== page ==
I’m not too familiar with selfe-sys or selfe-arc, but using a TLS variable isn’t strictly required by seL4. the C libsel4 chooses this policy because it saves having to pass a reference to an IPC buffer into every syscall wrapper, but it wouldn’t be unreasonable for a different library to prefer to take a different approach. If the selfe-sys library is calling libsel4 via FFI, then I guess you would have to make sure something sets up the TLS and then the IPC buffer variable.

Good luck!

I’m not that familiar with selfe-* or seL4 yet. selfe is all bit spread out around 2/3 crates and I feel that it would make sense to add some structure as well as trying to keep it aligned to mainline seL4 rather than the companies fork.

I’ll do some reading and digging around sel4_runtime and see how best this sits within rust. Hopefully I can put together something coherent that others can get some value from, but equally if it gives me something to do while I wait for the baby to go to sleep, I’m happy!

You might have seen that already, but if your’e interested in Rust on seL4, I should point out that there is a current discussion on what we can/should do to support that from the seL4 foundation perspective over here.

Thanks, as I say, I’m very raw to all of this and I’m just playing while the baby sleeps (or I try to get the baby to sleep). Ultimately I’d just like to play around with rust/sel4 and a raspberry pi.

I had a quick read of the other thread, it all rings true for me as well, the rust bindings try to automate the FFI interface and this makes them less stable. I’ve also seen the abstraction approach which falls over because the low level is trying to script.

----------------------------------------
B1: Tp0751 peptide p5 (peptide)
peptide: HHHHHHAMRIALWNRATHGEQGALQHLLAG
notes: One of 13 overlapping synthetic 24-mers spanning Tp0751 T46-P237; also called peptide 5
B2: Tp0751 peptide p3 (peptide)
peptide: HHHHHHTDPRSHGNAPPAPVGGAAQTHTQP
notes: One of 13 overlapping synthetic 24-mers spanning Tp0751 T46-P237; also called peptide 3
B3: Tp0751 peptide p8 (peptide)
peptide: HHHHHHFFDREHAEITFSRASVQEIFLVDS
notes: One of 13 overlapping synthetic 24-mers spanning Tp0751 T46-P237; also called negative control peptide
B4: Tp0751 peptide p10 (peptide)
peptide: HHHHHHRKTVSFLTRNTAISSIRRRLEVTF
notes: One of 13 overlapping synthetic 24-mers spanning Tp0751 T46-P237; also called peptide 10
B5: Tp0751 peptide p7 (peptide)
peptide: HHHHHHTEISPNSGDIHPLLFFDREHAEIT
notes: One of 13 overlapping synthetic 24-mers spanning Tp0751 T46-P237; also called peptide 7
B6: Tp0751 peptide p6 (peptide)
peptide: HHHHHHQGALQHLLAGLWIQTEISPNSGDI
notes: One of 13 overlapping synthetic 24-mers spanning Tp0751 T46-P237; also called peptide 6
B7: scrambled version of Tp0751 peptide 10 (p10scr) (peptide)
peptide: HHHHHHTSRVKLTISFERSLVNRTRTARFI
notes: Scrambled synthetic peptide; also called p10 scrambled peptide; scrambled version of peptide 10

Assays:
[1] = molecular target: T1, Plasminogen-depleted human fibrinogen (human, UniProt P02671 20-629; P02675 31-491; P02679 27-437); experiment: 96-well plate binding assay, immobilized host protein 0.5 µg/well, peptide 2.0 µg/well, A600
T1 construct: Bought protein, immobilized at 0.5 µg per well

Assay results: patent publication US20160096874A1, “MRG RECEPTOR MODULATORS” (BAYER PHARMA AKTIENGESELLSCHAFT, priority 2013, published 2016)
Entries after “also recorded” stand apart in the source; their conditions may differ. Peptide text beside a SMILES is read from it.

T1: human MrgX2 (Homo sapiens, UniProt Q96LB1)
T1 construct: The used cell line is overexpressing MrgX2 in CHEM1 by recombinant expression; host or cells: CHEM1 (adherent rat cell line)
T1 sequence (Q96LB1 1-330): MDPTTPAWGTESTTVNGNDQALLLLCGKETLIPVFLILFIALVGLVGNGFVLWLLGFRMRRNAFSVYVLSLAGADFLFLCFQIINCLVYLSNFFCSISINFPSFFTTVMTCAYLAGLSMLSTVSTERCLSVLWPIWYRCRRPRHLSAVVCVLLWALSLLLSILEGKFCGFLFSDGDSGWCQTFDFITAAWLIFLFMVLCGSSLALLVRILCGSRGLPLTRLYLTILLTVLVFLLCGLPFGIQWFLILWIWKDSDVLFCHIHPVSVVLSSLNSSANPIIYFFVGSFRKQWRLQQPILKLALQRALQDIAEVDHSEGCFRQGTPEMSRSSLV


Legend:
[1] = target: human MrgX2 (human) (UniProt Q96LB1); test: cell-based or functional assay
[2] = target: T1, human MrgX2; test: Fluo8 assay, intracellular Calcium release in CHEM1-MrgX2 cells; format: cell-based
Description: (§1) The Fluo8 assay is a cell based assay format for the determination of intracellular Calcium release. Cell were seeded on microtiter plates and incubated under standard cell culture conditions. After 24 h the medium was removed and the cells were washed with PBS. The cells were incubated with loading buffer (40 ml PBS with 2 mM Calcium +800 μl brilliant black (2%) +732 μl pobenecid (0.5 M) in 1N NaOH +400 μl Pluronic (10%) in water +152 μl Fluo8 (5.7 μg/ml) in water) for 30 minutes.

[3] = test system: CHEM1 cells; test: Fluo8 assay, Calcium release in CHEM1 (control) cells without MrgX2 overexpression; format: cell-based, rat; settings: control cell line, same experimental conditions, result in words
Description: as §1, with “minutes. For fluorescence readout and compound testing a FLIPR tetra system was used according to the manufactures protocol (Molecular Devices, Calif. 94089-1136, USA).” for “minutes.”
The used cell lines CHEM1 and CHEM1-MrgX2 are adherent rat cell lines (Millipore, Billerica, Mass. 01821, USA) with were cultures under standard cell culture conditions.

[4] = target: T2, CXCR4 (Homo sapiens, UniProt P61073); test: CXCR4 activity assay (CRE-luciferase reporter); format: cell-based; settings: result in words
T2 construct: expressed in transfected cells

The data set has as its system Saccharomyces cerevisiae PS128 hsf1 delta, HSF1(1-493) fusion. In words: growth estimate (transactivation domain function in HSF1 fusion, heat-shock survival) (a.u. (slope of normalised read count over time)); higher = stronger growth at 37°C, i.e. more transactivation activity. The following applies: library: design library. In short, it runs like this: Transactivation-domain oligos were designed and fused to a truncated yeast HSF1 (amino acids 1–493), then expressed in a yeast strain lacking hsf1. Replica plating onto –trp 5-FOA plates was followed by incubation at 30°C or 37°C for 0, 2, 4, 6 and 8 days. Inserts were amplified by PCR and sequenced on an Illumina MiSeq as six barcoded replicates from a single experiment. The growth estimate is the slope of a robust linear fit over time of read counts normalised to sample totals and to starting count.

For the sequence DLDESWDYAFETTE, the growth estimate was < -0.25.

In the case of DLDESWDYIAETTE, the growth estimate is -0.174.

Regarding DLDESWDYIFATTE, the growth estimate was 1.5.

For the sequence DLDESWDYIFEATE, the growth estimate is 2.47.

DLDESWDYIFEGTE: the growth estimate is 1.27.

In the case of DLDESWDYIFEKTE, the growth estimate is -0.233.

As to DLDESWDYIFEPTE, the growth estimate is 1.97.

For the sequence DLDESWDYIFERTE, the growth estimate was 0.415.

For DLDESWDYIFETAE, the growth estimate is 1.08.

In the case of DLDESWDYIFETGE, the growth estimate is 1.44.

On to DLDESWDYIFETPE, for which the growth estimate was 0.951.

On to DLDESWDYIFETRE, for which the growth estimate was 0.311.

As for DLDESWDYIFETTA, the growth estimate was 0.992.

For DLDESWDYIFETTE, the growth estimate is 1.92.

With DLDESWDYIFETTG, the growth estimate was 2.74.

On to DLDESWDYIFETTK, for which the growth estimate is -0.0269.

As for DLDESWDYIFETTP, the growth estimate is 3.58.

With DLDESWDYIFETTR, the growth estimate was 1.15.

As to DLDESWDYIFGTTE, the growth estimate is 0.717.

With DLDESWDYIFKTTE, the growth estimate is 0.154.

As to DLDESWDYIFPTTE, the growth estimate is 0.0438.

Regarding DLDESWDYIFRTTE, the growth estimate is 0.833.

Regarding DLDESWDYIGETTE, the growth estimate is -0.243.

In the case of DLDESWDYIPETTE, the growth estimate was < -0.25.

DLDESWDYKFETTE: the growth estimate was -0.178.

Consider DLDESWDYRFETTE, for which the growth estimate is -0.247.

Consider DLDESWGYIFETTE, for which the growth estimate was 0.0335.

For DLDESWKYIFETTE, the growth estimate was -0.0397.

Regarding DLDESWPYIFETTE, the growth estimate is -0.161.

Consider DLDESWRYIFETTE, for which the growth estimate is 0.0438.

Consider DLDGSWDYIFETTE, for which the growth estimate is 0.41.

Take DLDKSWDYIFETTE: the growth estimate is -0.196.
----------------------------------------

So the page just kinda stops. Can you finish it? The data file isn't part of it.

I’m going to try and chug away at this and see if I can get to a stage where I have enough knowledge to contribute something of value.

2 Likes

Just trying to understand something here, if I follow the execution path through sel4_runtime I can see that there is a static, thread local structure which is the thread environment, and that this is zeroed, then initialised with data passed from sel4.

What I can’t see in sel4runtime is where tpidr_el0 is initialised.

If I try to replicate the code from sel4runtime in rust, I find that my code falls over because tpidr_el0 is uninitialised. If I make the static structure not thread local, then it runs fine, but that’s not really the point.

So, again, in short form, my question is when is tpidr_el0 initialised, and by whom? It looks like if I apply [thread_local] the compiler optimises the location to tpidr_el0 (makes complete sense to me since it’s what I want), but doesn’t actually set the value of tpidr_el0.

I can see that the static structure isn’t visible in the .tbss segment of the ELF file, I’m clearly missing something here so I’m going to do some more reading. If anyone feels like taking pity on me, I’m all ears!